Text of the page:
River-link: court wants time frame for guidelines

The exercise will give an impetus to farming and economy

Updated - November 17, 2021 02:56 am IST

Published - February 28, 2012 01:19 am IST - NEW DELHI:

The Supreme Court, which directed the Centre on Monday to constitute a ‘special committee' for inter-linking of rivers, said there was unanimity among the authorities concerned on the exercise.

A Bench of Chief Justice S.J. Kapadia and Justices A.K. Patnaik and Swatanter Kumar, said: “It is clear that primarily there is unanimity among all authorities concerned, including the Centre and a majority of the State governments — with the exception of one or two — that implementation of river- linking will be very beneficial. In fact, the expert opinions convincingly dispel all other impressions. There shall be greater growth in the agricultural and allied sectors, prosperity and stimulus to the economy, potentially causing [an] increase in per capita income, in addition to the short- and long-term benefits…”

The Bench said that if the expert recommendations were implemented properly and within a time frame, there would hardly be any financial strain on the economy. “On the contrary, such implementation would help in the advancement of India's GDP and bring greater wealth and prosperity to the nation as a whole. We have no hesitation in observing that the national interest must take precedence over the interests of individual States. The State governments are expected to view national problems with a greater objectivity, rationality and a spirit of service to the nation, and ill-founded objections may result in greater harm, not only to the neighbouring States but also to the nation at large.”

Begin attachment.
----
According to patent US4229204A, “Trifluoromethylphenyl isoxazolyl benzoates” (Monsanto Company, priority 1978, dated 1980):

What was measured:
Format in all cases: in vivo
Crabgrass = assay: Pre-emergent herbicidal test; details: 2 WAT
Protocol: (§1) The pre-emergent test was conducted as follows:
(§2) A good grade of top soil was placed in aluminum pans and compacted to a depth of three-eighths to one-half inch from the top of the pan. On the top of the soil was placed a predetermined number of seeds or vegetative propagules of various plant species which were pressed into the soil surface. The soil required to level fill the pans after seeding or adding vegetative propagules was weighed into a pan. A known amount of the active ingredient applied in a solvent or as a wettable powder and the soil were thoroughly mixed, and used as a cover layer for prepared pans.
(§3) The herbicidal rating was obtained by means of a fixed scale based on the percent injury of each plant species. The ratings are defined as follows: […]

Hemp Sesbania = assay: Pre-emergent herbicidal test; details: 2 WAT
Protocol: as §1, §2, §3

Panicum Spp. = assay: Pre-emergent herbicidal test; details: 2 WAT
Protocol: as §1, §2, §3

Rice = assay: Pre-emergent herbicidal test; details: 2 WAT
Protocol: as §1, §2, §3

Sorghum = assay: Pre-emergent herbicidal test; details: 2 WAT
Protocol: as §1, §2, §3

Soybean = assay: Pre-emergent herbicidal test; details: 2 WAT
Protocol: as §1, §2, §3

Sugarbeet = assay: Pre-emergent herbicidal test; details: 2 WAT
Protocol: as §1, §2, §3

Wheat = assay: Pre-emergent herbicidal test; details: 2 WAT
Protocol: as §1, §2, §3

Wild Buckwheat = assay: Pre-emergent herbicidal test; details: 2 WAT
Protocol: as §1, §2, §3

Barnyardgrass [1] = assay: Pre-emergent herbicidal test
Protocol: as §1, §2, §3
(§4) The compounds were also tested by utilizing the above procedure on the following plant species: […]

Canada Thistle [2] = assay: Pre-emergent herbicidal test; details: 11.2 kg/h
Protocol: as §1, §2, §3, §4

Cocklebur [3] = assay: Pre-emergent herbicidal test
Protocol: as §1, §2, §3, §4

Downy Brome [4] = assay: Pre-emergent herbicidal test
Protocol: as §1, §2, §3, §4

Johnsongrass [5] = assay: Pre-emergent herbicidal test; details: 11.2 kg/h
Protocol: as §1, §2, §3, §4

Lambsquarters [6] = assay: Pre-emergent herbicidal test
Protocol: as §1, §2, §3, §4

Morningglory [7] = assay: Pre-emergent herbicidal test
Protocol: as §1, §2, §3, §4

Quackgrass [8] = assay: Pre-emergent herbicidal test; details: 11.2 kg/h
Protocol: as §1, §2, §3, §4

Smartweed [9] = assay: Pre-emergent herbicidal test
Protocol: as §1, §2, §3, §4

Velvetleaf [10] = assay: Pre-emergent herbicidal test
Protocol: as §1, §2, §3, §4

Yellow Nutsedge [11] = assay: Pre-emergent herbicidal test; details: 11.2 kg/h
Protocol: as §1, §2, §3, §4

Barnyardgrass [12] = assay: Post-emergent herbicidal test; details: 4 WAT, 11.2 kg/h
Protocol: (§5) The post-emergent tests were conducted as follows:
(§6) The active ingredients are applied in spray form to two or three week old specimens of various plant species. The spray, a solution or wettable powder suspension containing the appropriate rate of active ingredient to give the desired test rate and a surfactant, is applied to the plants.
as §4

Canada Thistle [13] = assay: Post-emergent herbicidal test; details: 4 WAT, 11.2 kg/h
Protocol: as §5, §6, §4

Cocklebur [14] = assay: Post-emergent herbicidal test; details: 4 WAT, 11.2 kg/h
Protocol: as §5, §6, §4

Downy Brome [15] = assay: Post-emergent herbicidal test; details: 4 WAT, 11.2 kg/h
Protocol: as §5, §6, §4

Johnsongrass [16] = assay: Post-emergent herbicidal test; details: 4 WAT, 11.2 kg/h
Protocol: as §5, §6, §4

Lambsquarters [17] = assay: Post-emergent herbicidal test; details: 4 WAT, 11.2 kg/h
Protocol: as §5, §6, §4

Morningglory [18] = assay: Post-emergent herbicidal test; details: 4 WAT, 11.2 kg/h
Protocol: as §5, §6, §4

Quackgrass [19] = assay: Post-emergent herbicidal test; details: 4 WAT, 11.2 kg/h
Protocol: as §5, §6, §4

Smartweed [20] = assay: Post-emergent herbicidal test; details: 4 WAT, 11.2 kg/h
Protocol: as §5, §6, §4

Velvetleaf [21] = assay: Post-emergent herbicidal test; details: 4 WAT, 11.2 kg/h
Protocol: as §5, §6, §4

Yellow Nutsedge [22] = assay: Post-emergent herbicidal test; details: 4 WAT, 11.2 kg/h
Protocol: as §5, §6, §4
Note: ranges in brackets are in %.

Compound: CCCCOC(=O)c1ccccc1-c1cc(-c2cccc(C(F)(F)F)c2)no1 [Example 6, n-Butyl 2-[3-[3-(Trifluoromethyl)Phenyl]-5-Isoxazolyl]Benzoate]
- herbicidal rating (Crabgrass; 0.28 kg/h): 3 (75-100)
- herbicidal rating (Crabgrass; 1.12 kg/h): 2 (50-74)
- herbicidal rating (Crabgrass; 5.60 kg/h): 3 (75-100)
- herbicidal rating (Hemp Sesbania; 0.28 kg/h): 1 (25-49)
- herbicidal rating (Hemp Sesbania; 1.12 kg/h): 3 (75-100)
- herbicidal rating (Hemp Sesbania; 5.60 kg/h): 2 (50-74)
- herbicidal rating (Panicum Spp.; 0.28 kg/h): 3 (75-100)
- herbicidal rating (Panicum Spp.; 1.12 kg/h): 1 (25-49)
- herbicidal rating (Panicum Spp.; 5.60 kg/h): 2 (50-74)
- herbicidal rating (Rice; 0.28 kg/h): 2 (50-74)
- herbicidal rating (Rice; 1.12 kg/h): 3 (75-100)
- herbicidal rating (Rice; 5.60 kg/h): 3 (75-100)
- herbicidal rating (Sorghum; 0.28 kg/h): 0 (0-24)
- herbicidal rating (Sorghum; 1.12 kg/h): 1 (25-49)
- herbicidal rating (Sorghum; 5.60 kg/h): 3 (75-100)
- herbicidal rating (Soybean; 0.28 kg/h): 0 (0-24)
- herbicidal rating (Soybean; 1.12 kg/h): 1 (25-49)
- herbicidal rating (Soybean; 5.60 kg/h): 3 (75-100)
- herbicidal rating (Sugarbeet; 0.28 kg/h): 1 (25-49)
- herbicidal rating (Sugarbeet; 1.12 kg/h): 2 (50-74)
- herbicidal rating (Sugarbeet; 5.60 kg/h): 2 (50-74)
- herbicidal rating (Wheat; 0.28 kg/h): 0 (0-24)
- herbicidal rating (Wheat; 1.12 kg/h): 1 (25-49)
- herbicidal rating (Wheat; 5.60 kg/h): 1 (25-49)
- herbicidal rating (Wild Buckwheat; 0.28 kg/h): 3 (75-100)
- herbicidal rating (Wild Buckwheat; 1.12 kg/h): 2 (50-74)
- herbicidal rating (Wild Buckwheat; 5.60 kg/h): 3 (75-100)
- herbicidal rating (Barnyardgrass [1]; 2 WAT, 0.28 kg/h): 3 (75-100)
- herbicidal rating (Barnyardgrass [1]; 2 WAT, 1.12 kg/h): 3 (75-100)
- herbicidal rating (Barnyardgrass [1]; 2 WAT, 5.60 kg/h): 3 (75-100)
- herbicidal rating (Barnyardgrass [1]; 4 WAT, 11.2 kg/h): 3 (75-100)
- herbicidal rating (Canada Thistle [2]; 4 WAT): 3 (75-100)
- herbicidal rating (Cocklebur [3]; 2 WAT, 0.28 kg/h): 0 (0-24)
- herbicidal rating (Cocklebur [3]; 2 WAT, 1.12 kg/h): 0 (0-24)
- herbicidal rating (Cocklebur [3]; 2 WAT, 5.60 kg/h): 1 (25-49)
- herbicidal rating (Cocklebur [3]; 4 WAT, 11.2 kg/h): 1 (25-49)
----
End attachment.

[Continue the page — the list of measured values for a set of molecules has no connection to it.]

The Bench therefore directed the committee to take firm steps and fix a definite time frame for laying down the guidelines for completion of feasibility or other reports and to ensure completion of projects, so that the benefits could be obtained in a reasonable time and cost.

The court directed the Central and State governments to participate in the programme and render all financial, administrative and executive help for completing these projects effectively. “It is evident from the record that the reports submitted by the [earlier] task force have not been acted upon. Thus, the entire effort put in by the task force has practically been of no use to the governments concerned, much less to the public. The task force has now been wound up. Let the reports of the task force also be placed before the committee which shall, without fail, take due note of the suggestions made therein and take decisions on how the same are to be implemented for the benefit of the public at large.”

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